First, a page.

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Winterise your boat - Engine

 

 

 

This week it’s all about winterising your engine.


The sun was out and we went to the Swanwick Marina, Hampshire, to film this three part series.Clipper Marine kindly lent us two stunning boats: a Bavaria Vision 46 sailing yacht and a Bavaria Sport 330 HT motor boat to film on.
Watch the video for a really simple and practical run through with Dave Hill from Golden Arrow Marine on how to winterise your boat. For the key information in text, read below!

 

Oil change

When winterising your boat, it’s important to take out the old oil so that it’s not sat in there for the whole winter. Oil that sits idle over the winter months can become destructive to the internal surfaces of the engine. It’s therefore good practice to change the oil at least once a year and this will help prolong the life of your engine. To do this, start by getting your engine up to running temperature, stop the engine and then pump out the remaining oil. We recommend using a Pela Oil Extractor Pump or similar to syphon it out. You can either put the pipe down the dipstick tube, or on most engines there will be a plug at the bottom of the engine to draw the oil from the bottom of the sump.


Start pumping and this will start to syphon the old oil out of the engine, then proceeded to refill the engine with fresh oil. Of course, make sure that you have the correct oil for your type of engine. Once you’ve completed the oil change, we recommend replacing the oil filter for a new one too, then your engine is ready and clean for the spring!

 

Antifreeze the engine

Once you’ve completed the oil change, it’s time to flush some Starbrite -50°C Non toxic antifreeze through the salt water system.

We recommend that you shut off the seacock and open the seawater strainer, then get someone to start the engine, whilst you're pouring the mixture in the sea water filter, that will then go through the salt water system and remain in there over the winter, preventing freezing.

 

Fogging oil
It’s a good idea to spray the engine to protect bearings, seals and rotating surfaces, especially over the winter months when the engine isn't running. By spraying Star Brite fogging oil this will help prevent rust and corrosion from taking over your engine, causing unnecessary replacement. Doing so will also keep your engine in prime condition.


Start up the engine at medium idle and spray the fogging oil into the carburetor until the engine stalls. What you want to do next is then remove all the spark plugs and spray in each of the plug holes. turn the engine over several times, spray the spark plug tips and reinstall in the engine. * Please make sure you attach the spark plugs to a lead and ground before turning the engine over to prevent possible damage to the electric system.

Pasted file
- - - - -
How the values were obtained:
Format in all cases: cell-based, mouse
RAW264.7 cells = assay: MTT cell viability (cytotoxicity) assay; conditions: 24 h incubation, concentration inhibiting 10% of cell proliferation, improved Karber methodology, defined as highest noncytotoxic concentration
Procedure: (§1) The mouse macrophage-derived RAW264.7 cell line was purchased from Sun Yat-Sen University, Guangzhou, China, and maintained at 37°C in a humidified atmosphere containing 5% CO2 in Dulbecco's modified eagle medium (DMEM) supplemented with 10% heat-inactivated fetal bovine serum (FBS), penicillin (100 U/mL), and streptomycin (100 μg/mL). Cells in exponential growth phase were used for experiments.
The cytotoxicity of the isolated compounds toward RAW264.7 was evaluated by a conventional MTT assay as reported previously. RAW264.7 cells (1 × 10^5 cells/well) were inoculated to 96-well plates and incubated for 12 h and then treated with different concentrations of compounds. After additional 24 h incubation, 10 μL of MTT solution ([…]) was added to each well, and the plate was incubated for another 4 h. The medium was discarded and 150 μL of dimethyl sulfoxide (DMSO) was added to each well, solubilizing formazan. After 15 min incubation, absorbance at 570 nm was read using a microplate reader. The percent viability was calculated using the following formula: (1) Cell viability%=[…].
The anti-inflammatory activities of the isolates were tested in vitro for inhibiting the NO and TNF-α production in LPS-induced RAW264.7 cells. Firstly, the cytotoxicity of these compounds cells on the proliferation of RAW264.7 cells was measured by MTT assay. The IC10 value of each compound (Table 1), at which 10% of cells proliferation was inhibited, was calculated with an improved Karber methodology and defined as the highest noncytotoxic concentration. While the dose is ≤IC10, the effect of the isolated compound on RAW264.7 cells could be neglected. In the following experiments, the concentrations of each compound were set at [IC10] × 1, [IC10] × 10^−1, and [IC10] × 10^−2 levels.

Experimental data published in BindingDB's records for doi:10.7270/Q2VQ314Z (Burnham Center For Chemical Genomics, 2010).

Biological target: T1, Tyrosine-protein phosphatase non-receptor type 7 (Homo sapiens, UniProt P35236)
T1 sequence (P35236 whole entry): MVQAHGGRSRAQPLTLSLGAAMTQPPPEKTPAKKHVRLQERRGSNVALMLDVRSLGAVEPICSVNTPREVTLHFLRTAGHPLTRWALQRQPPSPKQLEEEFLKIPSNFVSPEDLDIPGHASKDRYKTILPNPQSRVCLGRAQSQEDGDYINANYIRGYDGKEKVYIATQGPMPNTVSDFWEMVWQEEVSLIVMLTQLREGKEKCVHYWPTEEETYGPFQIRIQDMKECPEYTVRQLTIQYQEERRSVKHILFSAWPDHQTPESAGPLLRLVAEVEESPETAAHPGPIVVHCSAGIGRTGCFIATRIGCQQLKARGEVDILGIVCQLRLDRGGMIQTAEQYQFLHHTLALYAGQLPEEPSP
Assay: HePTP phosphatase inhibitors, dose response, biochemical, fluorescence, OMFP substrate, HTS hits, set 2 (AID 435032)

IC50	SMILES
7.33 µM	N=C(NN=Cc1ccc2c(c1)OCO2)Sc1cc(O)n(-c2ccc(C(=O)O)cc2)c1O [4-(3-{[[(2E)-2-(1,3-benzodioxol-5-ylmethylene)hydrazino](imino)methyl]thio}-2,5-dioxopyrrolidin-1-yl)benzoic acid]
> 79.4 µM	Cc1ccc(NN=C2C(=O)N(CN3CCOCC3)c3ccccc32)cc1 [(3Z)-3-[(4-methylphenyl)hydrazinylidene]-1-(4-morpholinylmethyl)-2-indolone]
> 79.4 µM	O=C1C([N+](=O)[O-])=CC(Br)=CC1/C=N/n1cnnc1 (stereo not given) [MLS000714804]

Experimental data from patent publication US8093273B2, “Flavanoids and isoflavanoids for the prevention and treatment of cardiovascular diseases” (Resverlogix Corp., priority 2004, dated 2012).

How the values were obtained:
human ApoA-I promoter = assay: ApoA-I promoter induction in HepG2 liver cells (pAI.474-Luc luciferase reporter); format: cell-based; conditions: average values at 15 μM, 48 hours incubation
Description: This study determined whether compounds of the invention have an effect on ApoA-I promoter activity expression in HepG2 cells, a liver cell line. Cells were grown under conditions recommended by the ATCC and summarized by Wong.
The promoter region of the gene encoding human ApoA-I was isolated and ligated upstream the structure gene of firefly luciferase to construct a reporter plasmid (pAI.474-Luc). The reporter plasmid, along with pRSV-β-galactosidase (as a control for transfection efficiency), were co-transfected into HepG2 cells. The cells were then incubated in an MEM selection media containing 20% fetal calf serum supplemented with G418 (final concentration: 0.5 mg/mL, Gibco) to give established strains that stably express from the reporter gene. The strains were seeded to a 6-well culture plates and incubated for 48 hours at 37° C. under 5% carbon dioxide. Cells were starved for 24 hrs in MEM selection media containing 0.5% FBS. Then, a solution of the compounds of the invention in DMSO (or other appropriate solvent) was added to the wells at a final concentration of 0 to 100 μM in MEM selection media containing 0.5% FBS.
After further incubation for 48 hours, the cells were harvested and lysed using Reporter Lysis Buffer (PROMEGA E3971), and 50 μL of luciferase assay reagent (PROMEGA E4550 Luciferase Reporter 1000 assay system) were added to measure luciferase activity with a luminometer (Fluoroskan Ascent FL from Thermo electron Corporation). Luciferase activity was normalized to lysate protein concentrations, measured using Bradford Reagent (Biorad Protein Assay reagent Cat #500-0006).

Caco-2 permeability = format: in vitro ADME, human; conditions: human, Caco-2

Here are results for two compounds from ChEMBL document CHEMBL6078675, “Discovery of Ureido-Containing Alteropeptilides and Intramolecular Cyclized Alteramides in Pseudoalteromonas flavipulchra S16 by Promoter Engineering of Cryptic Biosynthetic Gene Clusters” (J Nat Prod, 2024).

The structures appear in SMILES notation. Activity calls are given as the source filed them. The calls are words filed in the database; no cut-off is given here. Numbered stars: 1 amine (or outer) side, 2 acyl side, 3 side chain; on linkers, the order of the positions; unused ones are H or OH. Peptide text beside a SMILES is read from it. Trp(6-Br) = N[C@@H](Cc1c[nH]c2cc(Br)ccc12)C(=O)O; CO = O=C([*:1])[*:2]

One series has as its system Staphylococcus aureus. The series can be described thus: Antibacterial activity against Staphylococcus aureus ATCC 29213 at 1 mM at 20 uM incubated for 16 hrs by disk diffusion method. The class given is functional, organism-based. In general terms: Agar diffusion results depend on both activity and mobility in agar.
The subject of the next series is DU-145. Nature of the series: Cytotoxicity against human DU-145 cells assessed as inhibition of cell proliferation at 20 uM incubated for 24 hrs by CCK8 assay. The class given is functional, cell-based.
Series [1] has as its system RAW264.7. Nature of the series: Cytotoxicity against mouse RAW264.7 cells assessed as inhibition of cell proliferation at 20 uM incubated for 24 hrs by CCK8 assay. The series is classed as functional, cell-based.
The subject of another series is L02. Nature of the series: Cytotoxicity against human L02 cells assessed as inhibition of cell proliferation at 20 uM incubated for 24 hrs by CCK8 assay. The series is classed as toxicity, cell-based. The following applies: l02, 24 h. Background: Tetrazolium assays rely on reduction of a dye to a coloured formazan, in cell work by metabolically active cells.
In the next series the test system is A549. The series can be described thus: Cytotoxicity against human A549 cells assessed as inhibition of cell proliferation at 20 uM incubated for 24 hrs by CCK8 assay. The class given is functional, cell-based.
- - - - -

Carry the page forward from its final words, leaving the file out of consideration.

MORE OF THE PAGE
Fill the fuel tanks
In the winter, you want to fill the fuel tanks up to the top, to prevent any condensation forming in the fuel tank. When you do this, ensure you keep the water out of the fuel tank. This is a good time to check the O ring for any cracks or damage as this may lead to water leakage. Proceed to fill up the fuel tank with the required fuel, then make sure you nip the cap down tight, whether you have a key or a built in T handle, it’s crucial to make sure you put it down tight so that water doesn’t track down and enter the tank.

Once the tank is filled you can add a fuel treatment  to help with system maintenance, such as Starbite Startron Fuel additive. This will help increase fuel economy and reduce emissions- ideal for getting the most out of your engine.
When using a fuel additive make sure that you are using a diesel for diesel run engine and Gasoline for gasoline run engines.

 

Warm the engine room
A Waveline tube space heater is a great idea to add to the engine compartment, this will help take the chill out of the engine compartment over the cold months ahead. This will also mean that you avoid engine damage from the cold and have a clean startup when you get the engine up and running again.
Often provided with feet, you can sit the heater down on the floor to keep some heat in the cabin. For the engine, we recommend screwing the provided bracket onto a wooden board and place it across the engine bearer to direct the heat onto the engine, while also keeping the room aired.

Using the built-in thermostatic control you can time when the heater comes on and off, making sure you are keeping the compartment warmer at key times.

You can then leave the heater to work away with peace of mind of the little energy consumption being used.


In our next newsletter, we will be giving another informative run-down on how to Winterise your boat's Exterior as part of ‘Winterising Your Boat’ series. Special thanks to Mailspeed Marine for providing us with the products for the video and competition. If you fancy winning yourself all of the products needed for this winter, simply like and share our Facebook to enter.


Video credit to: Dave Hill, Golden Arrow Marine's Volvo Penta Business Development Manager; Swanwick Marina, Hampshire; & Clipper Marine.